To heart shaped leaves, Winning personal bets, And faring as well as you this season!
– Graeme Robert Jamieson
An atmosphere of falling leaves, frosted breathe, houndstooth warmth, and hearty meals demands a cocktail that fits the mood. One’s cocktail should change with the seasons. This is really intuitive because similar to food, a cocktail for cooler months should leave the drinker with a feeling of warmth and hearty satisfaction. So shelve your Mojitos, Rickeys, Bucks, Juleps, and other summertime cocktails until the flowers’ next bloom, as autumn is a time for stiff drinks.
The Manhattan cocktail fits that bill. In addition to the classic cocktail pedigree, the drink embodies this time of year. The combination of American rye, sweet vermouth, and bitters is so simple yet delivers a complex taste and visually matches the foliage. The original version of the cocktail has been written about in depth. It is one of the classics, a minimum requirement for the cocktail savvy. So, I will focus on Manhattan’s derivatives, enhancements, and Brooklyn “cugini.”
There are many ways to enhance or improve the typical Manhattan. I enjoy rinses such as a single malt scotch (10 or 12 year Islay like Arbeg or Laphroig) to add smoky aromatics or Fernet Branca to bring extra herbal bitterness to the cocktail. These are just easy methods to amp up the typical recipe. Different types of bitters and a twist instead of a brandied cherry add to the flavor profile.
The best variation of the Manhattan that is being used as a veritable palette by mixologists is the Perfect Manhattan. In its basic form, the Perfect Manhattan is 2 oz of rye, ½ oz of sweet vermouth, ½ oz dry vermouth, 1 dash orange bitters, 1 dash aromatic bitters. Experimentation takes place on the vermouth side of the formula.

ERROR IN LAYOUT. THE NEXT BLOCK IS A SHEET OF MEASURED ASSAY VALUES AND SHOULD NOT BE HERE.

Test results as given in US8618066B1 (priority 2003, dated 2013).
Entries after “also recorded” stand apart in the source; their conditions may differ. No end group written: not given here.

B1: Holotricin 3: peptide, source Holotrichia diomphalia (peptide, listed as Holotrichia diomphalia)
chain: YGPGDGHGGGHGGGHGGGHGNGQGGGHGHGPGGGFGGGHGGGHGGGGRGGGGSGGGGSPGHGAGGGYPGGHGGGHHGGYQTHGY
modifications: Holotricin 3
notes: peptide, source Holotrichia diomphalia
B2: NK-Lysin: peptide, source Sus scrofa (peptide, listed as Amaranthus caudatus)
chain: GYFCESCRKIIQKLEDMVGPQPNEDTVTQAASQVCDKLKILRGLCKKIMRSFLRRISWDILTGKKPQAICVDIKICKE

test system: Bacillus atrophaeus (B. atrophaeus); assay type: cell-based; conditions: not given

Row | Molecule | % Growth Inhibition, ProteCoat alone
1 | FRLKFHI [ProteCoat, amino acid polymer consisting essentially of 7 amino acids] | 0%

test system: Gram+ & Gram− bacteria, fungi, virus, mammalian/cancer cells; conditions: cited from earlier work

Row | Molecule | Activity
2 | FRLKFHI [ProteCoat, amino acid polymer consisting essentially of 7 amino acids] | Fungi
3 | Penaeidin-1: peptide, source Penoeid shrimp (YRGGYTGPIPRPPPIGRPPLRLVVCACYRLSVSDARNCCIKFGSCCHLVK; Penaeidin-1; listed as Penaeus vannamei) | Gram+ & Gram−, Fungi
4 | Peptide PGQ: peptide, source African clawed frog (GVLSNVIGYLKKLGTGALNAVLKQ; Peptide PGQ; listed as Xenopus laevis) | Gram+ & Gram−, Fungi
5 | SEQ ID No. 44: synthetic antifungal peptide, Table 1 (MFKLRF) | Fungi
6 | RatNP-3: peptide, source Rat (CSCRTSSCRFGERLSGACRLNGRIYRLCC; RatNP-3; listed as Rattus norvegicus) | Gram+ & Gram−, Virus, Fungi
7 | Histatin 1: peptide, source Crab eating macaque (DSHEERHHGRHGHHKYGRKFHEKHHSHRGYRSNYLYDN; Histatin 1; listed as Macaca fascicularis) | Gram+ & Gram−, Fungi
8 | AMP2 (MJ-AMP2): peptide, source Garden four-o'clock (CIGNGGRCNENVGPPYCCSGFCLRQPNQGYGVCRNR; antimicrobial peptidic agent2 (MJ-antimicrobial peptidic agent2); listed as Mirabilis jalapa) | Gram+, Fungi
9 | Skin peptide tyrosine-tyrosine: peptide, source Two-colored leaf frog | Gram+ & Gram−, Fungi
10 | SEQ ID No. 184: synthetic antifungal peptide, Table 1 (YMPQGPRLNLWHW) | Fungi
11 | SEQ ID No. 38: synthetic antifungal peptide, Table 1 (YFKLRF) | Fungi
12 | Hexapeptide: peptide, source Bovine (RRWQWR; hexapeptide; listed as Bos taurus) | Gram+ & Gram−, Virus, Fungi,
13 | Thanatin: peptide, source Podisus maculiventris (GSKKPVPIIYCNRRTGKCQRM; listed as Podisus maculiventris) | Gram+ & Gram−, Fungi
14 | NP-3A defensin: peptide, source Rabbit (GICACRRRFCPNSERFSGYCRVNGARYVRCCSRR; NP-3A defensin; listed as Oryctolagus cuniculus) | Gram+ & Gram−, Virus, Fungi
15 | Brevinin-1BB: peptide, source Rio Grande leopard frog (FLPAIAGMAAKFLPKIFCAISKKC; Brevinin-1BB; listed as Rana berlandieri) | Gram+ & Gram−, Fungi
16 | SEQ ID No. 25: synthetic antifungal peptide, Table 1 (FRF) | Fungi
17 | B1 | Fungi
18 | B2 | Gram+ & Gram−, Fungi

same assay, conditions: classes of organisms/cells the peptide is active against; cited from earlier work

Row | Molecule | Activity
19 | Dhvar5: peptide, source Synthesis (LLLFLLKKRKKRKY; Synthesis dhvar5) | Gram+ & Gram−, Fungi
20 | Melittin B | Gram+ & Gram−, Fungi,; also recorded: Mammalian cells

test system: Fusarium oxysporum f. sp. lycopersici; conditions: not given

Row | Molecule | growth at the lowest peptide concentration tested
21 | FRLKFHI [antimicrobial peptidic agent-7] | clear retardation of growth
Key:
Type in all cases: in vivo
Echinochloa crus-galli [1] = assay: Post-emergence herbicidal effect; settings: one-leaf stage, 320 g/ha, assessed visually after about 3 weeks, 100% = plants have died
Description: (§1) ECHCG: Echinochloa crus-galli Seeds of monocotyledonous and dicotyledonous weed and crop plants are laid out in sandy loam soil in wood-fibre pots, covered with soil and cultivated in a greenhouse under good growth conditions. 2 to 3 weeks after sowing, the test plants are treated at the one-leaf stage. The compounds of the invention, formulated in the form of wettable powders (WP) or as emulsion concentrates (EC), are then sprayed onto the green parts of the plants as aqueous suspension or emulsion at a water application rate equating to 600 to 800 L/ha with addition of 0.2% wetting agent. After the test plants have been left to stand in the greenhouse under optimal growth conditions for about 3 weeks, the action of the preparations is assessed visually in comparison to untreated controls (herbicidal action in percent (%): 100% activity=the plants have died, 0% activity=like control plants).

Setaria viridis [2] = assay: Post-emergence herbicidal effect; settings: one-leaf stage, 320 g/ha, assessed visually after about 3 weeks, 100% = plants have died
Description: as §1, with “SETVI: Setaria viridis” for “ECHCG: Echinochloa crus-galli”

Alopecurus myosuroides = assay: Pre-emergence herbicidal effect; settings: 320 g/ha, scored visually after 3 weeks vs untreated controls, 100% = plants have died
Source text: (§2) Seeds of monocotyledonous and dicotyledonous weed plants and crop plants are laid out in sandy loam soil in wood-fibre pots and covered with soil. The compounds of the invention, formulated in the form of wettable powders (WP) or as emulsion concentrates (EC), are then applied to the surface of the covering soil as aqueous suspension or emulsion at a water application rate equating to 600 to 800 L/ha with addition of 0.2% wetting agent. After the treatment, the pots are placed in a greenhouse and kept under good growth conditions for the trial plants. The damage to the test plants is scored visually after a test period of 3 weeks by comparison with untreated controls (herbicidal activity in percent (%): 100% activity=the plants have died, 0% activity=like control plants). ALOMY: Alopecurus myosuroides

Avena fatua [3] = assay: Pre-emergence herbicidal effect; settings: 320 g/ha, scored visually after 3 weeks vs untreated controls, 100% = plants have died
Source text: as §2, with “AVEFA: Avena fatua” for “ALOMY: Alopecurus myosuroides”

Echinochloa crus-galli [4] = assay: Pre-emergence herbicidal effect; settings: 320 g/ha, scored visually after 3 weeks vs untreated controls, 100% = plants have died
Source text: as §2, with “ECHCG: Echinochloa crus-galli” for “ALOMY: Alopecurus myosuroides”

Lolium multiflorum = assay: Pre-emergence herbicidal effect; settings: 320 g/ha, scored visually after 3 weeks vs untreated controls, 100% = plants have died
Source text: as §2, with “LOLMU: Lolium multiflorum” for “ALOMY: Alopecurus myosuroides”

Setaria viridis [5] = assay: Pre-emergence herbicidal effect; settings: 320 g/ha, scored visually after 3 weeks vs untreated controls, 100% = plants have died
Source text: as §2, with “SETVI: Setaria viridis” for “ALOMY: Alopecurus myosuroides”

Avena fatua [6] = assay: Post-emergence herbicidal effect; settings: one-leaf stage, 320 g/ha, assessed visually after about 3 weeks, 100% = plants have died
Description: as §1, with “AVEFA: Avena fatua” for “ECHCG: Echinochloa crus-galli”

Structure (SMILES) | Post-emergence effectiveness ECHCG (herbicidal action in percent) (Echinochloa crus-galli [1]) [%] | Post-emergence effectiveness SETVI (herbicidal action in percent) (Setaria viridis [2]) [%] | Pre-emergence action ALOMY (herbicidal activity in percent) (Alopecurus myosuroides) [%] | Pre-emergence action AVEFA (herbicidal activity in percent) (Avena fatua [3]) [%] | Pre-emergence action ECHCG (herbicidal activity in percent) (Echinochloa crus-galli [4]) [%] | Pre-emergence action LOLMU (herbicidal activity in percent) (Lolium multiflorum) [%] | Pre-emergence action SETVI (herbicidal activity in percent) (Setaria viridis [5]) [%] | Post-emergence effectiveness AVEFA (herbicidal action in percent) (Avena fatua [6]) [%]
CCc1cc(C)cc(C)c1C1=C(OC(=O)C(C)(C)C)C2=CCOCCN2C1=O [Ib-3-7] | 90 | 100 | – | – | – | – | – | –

In the past five years, barkeepers have been tinkering with the traditional recipe, getting rid of the vermouths and substituting amaros, Chartreuse, maraschino, or another fortified wine like sherry. An elder Manhattan cousin, the Brooklyn Cocktail (which uses an orange flavored amaro called Amer Picon) is the original inspiration behind the proliferation of the Brooklyn “neighborhood” cocktails. I call them the cugini (Italian translation for cousins) because amaros are the popular modifying spirit used to change the traditional Perfect Manhattan or Brooklyn Cocktail recipes.
The best of the cugini cocktails are the Red Hook (which uses Punt e Mes vermouth along with maraschino in lieu of dry vermouth), the Greenpoint (yellow Chartreuse in lieu of dry vermouth), and Bensonhurst (maraschino and Cynar in lieu of sweet vermouth).
So celebrate the Autumnal equinox with a stiff seasonal drink that is a tough enough drink worthy of their namesake neighborhoods.
By Michael McIlroy of Milk & Honey
2 oz Rittenhouse Bonded Rye
1/2 oz Yellow Chartreuse
1/2 oz Dolin sweet vermouth
Dash of orange bitters
Dash of Angostura bitters
Lemon peel garnish
Combine ingredients over ice, stir rigorously, and strain into cocktail glass, serve with lemon peel.
By Chad Solomon formerly of Pegu Club
2 oz Rittenhouse Bonded Rye
1 oz Noilly Pratt dry vermouth
1/3 oz of Luxardo Maraschino
1 barspoon of Cynar
Combine ingredients over ice, stir rigorously, and strain into a chilled coupe glass. Lemon peel garnish is optional.
*Fredo Ceraso is the editor of the lounge lifestyle blog Loungerati. He is head cocktailian and a co-producer of The Salon parties. He is a member of the USBG New York and rolls drinks at many Lounge, Swing, Jazz Age, & Burlesque events in New York City.
**Got a cocktail question? Reach Fredo on twitter @loungerati, email me at fredo(at)loungerati(dot)com, or simply drop me a comment below!
***Paystyle will return in two weeks for his Happy Hour column and is delighted to have Fredo as a pinch hitter in the meantime.